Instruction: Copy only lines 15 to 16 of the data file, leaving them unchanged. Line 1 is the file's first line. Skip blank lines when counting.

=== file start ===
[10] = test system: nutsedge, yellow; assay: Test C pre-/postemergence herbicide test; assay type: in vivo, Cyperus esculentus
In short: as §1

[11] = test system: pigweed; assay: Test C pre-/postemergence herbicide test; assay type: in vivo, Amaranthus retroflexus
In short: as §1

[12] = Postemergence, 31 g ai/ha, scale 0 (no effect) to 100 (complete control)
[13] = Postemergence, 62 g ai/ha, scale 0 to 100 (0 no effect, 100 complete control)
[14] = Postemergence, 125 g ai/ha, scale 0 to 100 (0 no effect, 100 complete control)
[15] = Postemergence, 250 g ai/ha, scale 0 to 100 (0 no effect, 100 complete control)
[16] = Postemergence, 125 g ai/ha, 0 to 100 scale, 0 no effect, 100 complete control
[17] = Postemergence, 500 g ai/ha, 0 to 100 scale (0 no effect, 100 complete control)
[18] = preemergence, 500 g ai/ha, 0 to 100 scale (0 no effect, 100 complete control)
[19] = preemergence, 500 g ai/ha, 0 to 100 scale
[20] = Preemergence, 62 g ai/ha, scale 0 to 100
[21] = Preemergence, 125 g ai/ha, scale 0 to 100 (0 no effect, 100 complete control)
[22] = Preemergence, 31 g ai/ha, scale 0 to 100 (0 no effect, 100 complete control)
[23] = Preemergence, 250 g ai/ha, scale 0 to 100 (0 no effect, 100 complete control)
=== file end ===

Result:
[22] = Preemergence, 31 g ai/ha, scale 0 to 100 (0 no effect, 100 complete control)
[23] = Preemergence, 250 g ai/ha, scale 0 to 100 (0 no effect, 100 complete control)